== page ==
First, do no harm

| October 24, 2023

Professor Rachelle Buchbinder, AO, grew up in Melbourne’s suburban southeast. She went to a high school that never figured in the VCE “high-performing” lists. Her parents – both born in Europe with difficult WWII Holocaust backstories – struggled financially for a long period of time.

Now, she’s one of Australia’s most eminent and awarded medical experts, and has just won the prestigious Australian Academy of Health and Medical Sciences Outstanding Female Researcher Medal. Last year’s winner was Professor Sharon Lewin, of the Doherty Institute.

Buchbinder is a professor in Monash’s School of Public Health and Preventive Medicine, specialising globally in clinical epidemiology and rheumatology. She’s a practising rheumatologist, and the founding director of the Musculoskeletal Health and Wiser Health Care Units established more than 20 years ago.

Her primary field of interest, however, is the medical system itself, a system she says is rife with overtreatment, overdiagnosis, and the medicalisation of normal conditions.

Two years ago she co-wrote a book with Professor Ian Harris, a NSW orthopaedic surgeon, titled Hippocrasy: How Doctors Are Betraying Their Oath, invoking ancient Greek doctor Hippocrates, who famously drew up a code of ethics, the Hippocratic Oath. In another text, he outlined the singular tenet of healthcare – always help a patient, but if no help can be given, do no harm.

“Some things doctors do have no evidence base,” Professor Buchbinder says. “Some have no benefit, and some can harm people.”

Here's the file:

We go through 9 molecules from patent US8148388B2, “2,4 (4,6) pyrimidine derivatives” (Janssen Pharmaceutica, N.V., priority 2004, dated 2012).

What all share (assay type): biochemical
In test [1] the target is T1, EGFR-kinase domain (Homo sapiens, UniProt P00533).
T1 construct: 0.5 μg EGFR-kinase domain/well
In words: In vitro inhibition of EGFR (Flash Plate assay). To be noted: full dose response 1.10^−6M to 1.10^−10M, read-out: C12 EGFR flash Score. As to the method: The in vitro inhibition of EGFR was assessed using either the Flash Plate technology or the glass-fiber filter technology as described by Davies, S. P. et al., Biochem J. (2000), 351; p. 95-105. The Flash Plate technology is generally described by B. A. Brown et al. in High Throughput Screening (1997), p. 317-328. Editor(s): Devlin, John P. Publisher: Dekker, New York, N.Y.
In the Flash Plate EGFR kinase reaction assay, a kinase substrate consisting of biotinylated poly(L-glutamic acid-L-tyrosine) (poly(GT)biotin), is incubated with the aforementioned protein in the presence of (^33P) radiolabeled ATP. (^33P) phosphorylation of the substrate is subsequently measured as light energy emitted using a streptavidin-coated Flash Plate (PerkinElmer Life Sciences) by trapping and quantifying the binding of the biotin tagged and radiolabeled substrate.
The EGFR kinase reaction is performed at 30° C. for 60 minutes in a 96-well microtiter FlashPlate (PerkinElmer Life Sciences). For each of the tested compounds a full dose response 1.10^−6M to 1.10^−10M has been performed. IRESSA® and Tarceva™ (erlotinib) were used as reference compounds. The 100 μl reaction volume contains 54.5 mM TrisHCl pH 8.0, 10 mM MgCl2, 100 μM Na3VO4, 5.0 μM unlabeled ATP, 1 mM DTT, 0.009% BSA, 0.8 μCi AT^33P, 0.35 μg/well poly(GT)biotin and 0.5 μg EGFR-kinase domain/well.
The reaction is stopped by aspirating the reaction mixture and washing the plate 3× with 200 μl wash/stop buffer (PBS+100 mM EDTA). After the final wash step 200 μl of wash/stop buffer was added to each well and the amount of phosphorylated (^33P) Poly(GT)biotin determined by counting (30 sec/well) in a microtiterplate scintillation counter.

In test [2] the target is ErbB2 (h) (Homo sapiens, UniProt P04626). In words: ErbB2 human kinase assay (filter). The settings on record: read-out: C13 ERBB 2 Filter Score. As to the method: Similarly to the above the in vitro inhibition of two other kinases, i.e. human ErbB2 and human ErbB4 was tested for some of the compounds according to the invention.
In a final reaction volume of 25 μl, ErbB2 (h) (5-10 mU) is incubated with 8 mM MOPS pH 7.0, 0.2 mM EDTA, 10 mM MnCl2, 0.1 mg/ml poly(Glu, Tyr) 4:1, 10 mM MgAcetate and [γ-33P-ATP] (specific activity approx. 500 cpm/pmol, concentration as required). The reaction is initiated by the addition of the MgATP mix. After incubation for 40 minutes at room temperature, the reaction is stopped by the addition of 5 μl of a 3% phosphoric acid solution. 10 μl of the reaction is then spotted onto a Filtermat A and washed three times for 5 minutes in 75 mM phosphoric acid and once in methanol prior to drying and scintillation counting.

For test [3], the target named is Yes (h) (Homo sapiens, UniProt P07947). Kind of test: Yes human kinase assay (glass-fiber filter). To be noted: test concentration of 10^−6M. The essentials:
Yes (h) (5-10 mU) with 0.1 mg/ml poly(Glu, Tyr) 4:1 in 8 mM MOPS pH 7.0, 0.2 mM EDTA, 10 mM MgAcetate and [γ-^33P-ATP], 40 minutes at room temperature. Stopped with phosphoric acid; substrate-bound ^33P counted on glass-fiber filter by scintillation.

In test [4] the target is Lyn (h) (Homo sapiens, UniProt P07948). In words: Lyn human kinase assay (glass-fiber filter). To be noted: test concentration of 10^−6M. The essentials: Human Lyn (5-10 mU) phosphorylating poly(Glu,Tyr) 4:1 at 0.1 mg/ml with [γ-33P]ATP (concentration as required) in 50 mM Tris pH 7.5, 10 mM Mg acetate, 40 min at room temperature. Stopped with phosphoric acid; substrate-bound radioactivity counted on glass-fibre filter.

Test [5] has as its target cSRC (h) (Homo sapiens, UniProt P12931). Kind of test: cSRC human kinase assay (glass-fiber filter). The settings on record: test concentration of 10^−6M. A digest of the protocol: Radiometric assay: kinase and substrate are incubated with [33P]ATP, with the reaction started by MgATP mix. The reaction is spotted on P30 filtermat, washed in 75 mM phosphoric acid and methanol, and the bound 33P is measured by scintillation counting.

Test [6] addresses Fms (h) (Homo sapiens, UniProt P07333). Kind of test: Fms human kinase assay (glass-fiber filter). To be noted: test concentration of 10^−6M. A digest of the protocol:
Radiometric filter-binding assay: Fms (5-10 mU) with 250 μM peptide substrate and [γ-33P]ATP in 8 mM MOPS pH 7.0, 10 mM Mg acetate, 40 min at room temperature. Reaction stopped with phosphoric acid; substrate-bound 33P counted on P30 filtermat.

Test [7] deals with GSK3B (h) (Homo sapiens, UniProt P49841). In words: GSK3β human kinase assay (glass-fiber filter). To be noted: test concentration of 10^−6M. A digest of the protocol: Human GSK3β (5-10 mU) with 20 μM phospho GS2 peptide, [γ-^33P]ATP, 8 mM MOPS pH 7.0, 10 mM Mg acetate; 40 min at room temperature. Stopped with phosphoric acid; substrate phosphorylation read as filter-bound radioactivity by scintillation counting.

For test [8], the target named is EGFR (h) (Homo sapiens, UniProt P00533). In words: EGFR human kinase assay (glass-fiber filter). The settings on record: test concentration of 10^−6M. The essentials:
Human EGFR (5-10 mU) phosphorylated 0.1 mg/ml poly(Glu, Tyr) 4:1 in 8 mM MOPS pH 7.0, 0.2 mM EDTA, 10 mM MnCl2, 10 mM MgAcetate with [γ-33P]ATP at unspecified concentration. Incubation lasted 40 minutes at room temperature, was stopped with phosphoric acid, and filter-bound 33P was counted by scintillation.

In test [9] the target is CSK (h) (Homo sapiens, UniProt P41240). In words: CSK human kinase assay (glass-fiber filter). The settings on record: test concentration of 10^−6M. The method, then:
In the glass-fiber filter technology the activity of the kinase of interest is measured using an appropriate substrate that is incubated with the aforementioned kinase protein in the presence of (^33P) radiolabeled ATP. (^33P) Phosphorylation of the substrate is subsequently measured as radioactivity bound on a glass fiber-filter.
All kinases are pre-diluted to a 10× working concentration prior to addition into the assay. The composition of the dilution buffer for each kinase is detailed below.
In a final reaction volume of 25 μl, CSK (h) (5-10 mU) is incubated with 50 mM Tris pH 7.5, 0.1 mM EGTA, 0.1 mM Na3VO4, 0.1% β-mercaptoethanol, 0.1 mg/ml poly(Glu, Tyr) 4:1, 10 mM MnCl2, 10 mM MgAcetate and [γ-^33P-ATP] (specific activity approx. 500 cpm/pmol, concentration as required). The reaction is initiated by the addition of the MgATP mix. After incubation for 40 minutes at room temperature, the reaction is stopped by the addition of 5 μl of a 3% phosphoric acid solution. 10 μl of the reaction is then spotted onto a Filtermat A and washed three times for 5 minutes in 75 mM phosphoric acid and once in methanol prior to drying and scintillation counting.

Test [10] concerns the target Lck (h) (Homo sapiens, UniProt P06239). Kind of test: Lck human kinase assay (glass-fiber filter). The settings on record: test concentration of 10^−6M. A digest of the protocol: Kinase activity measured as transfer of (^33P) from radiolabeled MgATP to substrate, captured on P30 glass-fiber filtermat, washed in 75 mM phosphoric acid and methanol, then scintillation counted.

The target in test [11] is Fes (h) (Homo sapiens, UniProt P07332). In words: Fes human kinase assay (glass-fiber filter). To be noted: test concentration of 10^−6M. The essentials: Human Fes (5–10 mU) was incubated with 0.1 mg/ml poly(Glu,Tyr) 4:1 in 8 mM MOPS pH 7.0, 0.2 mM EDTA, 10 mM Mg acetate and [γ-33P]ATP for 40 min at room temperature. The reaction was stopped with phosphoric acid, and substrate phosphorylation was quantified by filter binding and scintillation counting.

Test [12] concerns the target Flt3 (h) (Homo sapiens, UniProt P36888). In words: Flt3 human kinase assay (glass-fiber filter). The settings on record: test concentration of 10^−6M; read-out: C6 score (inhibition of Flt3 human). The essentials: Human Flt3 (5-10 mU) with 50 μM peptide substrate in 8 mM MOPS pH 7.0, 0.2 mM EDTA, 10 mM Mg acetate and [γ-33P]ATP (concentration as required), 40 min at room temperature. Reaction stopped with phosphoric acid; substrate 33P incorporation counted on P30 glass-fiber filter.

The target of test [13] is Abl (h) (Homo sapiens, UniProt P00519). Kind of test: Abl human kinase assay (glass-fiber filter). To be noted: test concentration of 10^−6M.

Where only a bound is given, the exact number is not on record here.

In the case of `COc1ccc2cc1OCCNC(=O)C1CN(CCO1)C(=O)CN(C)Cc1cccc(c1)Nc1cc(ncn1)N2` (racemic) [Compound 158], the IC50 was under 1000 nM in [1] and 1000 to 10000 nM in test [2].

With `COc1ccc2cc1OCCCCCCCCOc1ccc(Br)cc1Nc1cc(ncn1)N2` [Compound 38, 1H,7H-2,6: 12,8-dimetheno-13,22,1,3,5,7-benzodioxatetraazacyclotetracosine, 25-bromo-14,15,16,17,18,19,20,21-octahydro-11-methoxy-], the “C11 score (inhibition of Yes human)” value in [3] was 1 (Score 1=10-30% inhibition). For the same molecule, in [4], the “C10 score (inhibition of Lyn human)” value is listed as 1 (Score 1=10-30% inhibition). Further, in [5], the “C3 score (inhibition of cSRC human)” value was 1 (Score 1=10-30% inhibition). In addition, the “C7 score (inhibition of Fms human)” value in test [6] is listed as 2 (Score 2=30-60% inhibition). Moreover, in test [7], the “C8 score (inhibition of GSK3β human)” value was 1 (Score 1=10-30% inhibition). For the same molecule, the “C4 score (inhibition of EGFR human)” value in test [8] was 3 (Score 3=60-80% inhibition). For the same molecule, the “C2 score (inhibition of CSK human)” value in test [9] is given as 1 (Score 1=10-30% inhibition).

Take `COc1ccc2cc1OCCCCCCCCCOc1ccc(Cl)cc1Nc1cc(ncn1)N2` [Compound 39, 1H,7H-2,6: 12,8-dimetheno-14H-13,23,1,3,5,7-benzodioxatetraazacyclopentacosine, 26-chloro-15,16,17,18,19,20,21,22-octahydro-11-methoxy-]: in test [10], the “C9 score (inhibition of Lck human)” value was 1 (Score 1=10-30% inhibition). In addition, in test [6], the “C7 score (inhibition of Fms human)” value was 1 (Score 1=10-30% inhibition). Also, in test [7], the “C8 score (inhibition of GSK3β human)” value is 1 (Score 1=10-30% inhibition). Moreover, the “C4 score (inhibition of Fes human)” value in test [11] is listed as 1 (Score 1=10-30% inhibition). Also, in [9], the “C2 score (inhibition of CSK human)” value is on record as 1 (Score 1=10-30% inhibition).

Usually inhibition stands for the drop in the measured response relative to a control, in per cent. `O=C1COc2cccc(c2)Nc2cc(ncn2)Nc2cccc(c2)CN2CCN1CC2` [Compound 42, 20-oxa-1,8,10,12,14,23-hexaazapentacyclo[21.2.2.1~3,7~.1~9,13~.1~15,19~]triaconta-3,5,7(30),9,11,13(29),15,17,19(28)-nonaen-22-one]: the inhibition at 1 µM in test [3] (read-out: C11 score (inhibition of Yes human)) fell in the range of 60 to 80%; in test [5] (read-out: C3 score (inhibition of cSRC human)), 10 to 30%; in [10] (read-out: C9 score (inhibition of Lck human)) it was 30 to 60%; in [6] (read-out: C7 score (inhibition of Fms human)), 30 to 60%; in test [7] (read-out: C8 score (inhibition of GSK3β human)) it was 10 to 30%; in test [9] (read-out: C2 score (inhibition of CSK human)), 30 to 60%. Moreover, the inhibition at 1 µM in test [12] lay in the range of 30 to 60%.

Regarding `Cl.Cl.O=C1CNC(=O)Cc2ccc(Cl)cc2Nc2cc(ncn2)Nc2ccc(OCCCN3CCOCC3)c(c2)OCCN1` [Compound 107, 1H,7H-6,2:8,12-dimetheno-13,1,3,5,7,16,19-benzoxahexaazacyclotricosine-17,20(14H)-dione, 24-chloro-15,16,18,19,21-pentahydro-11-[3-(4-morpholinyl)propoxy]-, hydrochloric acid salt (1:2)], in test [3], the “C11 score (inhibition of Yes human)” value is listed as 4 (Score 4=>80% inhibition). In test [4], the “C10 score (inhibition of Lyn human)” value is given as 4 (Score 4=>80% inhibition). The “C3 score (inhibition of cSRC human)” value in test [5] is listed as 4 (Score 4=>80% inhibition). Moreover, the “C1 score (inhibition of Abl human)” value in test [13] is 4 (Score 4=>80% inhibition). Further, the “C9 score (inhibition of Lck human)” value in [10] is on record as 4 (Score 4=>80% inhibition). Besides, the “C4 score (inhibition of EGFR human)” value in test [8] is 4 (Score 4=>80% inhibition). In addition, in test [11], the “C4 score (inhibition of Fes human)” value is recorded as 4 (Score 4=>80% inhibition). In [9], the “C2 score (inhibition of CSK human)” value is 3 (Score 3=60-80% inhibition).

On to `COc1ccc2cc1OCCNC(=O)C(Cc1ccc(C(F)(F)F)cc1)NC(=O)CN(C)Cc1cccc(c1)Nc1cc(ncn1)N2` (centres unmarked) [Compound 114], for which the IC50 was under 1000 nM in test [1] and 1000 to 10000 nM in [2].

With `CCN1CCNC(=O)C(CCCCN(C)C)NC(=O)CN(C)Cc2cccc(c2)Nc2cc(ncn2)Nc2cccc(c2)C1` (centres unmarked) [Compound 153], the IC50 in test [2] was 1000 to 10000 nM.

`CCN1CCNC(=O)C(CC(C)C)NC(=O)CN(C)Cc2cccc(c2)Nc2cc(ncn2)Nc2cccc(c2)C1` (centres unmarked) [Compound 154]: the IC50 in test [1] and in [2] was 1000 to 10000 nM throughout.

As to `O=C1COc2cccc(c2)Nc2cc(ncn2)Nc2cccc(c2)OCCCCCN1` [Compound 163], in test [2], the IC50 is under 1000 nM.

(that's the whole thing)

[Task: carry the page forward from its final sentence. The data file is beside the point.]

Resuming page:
This seems an approach that might put the distinguished academic and physician somewhat at odds with the establishment of the industry she belongs to.

“When I talk to clinicians and others about the problems of too much medicine, I frame the issue in terms of what’s in the best interests of patients – are they likely to benefit, and what is the tradeoff between the potential benefits and harms.”

She says it’s estimated that roughly 30% of medical care (which can include tests, diagnoses and treatments) is of no benefit, while another 10% is harmful.

Examples of low-value care in the musculoskeletal field include overuse of imaging for non-specific back pain and other regional pain, and arthroscopic treatment for knee osteoarthritis.

Overdiagnosis and unnecessary treatment can also occur when risk factors such as thin bones (osteopenia) are treated as diseases in their own right.

Overestimating benefits, underestimating harms

Professor Buchbinder says an important factor is that doctors tend to overestimate the benefits of what they do, and underestimate the harms.